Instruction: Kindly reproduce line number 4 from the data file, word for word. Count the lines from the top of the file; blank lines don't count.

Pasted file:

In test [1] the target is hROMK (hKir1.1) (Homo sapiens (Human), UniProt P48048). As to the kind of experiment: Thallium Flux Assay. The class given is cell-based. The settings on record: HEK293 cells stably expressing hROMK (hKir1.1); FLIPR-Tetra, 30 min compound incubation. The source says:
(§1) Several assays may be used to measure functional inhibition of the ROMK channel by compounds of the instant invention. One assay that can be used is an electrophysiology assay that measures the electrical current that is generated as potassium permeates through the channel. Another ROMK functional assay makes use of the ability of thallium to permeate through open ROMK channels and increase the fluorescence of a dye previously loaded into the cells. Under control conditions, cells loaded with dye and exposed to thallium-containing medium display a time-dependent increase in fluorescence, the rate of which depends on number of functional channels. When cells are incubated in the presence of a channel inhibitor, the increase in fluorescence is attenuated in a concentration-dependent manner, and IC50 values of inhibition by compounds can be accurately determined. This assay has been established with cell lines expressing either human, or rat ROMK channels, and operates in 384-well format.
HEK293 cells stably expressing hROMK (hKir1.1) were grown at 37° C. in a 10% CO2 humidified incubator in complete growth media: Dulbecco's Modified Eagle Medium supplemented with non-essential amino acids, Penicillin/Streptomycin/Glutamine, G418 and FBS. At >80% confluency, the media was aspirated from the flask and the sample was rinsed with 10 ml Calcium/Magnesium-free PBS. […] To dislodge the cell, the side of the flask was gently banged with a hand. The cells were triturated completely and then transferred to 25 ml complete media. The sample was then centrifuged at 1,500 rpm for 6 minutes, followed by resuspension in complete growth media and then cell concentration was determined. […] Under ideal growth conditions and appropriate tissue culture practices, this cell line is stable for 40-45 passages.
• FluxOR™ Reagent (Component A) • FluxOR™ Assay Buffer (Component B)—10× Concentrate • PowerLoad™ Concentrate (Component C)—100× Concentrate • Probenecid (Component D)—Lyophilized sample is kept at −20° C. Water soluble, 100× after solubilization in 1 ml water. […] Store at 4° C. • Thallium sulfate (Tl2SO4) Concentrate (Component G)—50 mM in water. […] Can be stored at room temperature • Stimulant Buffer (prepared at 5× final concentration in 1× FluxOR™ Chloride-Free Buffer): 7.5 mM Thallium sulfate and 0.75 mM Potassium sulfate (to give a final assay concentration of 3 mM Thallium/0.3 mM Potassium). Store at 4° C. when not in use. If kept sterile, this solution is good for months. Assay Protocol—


• FluxOR™ Reagent (Component A) • FluxOR™ Assay Buffer (Component B)—10× Concentrate • PowerLoad™ Concentrate (Component C)—100× Concentrate • Probenecid (Component D)—Lyophilized sample is kept at −20° C. Water soluble, 100× after solubilization in 1 ml water. […] Store at 4° C. • Thallium sulfate (Tl2SO4) Concentrate (Component G)—50 mM in water. […] Can be stored at room temperature • Stimulant Buffer (prepared at 5× final concentration in 1× FluxOR™ Chloride-Free Buffer): 7.5 mM Thallium sulfate and 0.75 mM Potassium sulfate (to give a final assay concentration of 3 mM Thallium/0.3 mM Potassium). Store at 4° C. when not in use. If kept sterile, this solution is good for months. Assay Protocol—